Kovacik’s anthology presents the work of thirty-one poets born between 1909 and 1985 and is divided into several sections. The first section, “Lifting the Veils of History,” is comprised of poems that present, in the editor’s formulation, “apocryphal perspectives” on Poland’s complicated history, though most of the poets in this section are relatively well established (Szymborska, Hartwig, Lipska) and practicing rather conventional poetics. The section opens with Szymborska’s famous poem “The End and the Beginning.” The poet moves the focus away from the heroic images of a romanticized battlefield to the postwar landscape of destruction and rubble, which has to be “tidied up” (“so that carts loaded with corpses / can get by”). The “tidying-up,” traditionally a female function, is not spectacular, so by this time “the cameras have gone / to other wars.”7 In turn, excerpts from Bożena Keff’s famous A Piece on Mother and the Fatherland address the experience of a Holocaust survivor who discovers after half a century that her mother was executed in a forest outside Lvov. She desires to share this discovery with everybody, including her daughter (compared to cartoon character Lara Croft), but the daughter only has stock expressions of sympathy at her disposal (“How horrible!”).8 Keff’s work demonstrates the prolonged consequences of trauma in the intimate sphere of the mother-daughter relationship. Other sections in the anthology bear the following titles: “In the Theater of Dreams,” “Reimagining the Bard,” “The Ironic Art of Poetry,” “Gallery of Myths and Masks,” “Transitions, Transformations,” “The Domestic Arts,” and “Curating Objects.” Younger and lesser-known poets presented include Joanna Lech, Agnieszka Mirahina, Joanna Mueller, and Katarzyna Ewa Zdanowicz.
By seriously considering the poetries written on the outside of that myth, we could begin to dismantle some of the most obsolete and destructive elements of Polish intellectual culture.
The three anthologies mentioned above demonstrate the power of women’s poetry to subvert received aesthetic and political values and the accepted terms of critical discourse. Certainly, not all of this poetry is radical, but the fact that it is written from the perspective of strangers gives it critical power. The ones in the mainstream write the official myth; the marginalized ones perceive its limitations. Following Maria Janion, I believe that Poland needs a symbolic transformation. Considering the huge role of romantic poetry in shaping our collective imagination, I think that by seriously considering the poetries written on the outside of that myth, we could begin to dismantle some of the most obsolete and destructive elements of Polish intellectual culture. This transformation is our responsibility now; it is the responsibility of writers, artists and intellectuals, women and men, to work for this change.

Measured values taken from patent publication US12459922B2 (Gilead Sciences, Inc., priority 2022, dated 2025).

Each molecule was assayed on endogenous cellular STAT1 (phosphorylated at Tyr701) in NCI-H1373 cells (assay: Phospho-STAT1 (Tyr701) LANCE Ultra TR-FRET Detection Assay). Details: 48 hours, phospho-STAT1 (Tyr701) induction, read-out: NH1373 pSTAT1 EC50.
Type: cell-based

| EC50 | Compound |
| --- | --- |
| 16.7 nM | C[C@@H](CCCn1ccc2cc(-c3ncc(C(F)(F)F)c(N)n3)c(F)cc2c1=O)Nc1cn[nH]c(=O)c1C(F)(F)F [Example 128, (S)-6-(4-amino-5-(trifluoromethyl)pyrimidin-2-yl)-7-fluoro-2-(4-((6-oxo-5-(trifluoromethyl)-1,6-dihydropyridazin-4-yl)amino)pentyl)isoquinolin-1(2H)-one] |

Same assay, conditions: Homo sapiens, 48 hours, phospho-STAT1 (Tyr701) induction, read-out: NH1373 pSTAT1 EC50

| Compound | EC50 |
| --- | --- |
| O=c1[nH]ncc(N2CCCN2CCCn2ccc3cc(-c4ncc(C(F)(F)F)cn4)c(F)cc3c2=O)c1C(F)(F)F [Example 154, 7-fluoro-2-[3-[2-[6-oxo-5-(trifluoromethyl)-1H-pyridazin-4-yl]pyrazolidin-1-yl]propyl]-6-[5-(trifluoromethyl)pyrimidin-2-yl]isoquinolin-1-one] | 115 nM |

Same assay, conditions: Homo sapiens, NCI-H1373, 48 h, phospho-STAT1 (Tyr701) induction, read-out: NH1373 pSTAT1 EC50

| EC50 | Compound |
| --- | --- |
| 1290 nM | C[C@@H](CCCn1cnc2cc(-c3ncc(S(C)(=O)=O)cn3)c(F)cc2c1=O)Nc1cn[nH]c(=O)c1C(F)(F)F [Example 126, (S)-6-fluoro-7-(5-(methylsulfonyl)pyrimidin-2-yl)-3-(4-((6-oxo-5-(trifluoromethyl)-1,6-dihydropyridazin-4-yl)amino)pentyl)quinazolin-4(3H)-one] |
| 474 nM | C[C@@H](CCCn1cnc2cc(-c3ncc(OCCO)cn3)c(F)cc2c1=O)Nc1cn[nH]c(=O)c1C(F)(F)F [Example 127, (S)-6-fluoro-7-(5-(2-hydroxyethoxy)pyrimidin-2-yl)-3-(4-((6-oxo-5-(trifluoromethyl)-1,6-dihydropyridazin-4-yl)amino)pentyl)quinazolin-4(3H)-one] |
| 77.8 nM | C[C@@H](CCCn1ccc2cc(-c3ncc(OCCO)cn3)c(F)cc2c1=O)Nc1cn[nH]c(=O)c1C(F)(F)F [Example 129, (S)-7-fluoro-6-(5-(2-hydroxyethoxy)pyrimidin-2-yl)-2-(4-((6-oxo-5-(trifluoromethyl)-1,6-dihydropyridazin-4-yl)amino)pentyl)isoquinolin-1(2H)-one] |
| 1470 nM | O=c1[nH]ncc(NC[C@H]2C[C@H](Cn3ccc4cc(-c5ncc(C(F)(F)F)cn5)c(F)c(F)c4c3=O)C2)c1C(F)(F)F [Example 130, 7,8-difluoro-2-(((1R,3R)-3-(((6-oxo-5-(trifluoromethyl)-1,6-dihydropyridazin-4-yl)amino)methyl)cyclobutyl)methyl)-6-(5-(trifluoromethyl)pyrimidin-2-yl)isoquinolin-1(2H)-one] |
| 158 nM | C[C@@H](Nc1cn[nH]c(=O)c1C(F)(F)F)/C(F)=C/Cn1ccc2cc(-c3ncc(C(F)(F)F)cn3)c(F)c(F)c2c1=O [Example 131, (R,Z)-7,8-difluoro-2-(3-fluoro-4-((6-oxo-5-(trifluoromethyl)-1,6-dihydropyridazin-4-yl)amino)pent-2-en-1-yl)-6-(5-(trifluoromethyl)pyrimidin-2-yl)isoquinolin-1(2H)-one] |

Izabela Morska’s poem “Madame Intuita” (included in Kovacik’s anthology) can be read as a comment about the situation of an outsider, a stranger, in relation to a dominant culture. Mainstream culture is presented as a country or a nation, and the stranger is someone who, in spite of attempts to assimilate, cannot get rid of a foreign accent:
My whole life’s like learning a second language –
so many immigrant sacrifices but in the end
I can’t get rid of this accent, recognized
everywhere to my annoyance.
And I’d been feeling almost assimilated!
All that effort, and for what?9
The fragment might be interpreted as a metaphorical representation of the situation of women in mainstream poetic culture. However hard she tries to assimilate, she will never fully belong to the “man’s club” of poetry that matters.
The eponymous “Madame Intuita” is clearly a response to Herbert’s “Mr. Cogito.” As pointed out by Kovacik, “Mr. Cogito” was supposed to stand for an “anarchic intellect” that could not be controlled by the Communist regime. But the anarchy of “Mr. Cogito” was limited, for instance by the Cartesian understanding of human subjectivity. Though in theory gender-neutral, Descartes’s Cogito was, in fact, male, and so is Herbert’s “everyman.”
In contrast, Madame Intuita is a wilder creature. Her lineage is not very clear, though of course she has some (which includes feminine and masculine predecessors, also Mr. Cogito). She has neither a single mother whose values she could inherit, nor a single father who could teach her about poetic norms:
You could call this a “mother tongue”
but I don’t have a mother, only a handful
of old wives’ tales and myths: watch the distracted
woman dancing on a tightrope – will she fall?
Let us hope that she will not fall. Instead, she will collect fragments of “letters” and “stories broken off.” She will “tie up loose ends” and “restore lines” with her pen. But the lines will not be rigid, and the history emerging from the scattered fragments will not be tyrannical. Perhaps only strangers—strangers of all genders—can write this kind of multiple history, the one needed to counterbalance the heroic myth. In the words of Morska’s poem, the other language, the one opposed to the official discourse of the nation, is “like water.” Water is soft and fluid but, let us not forget, through persistence penetrates stone.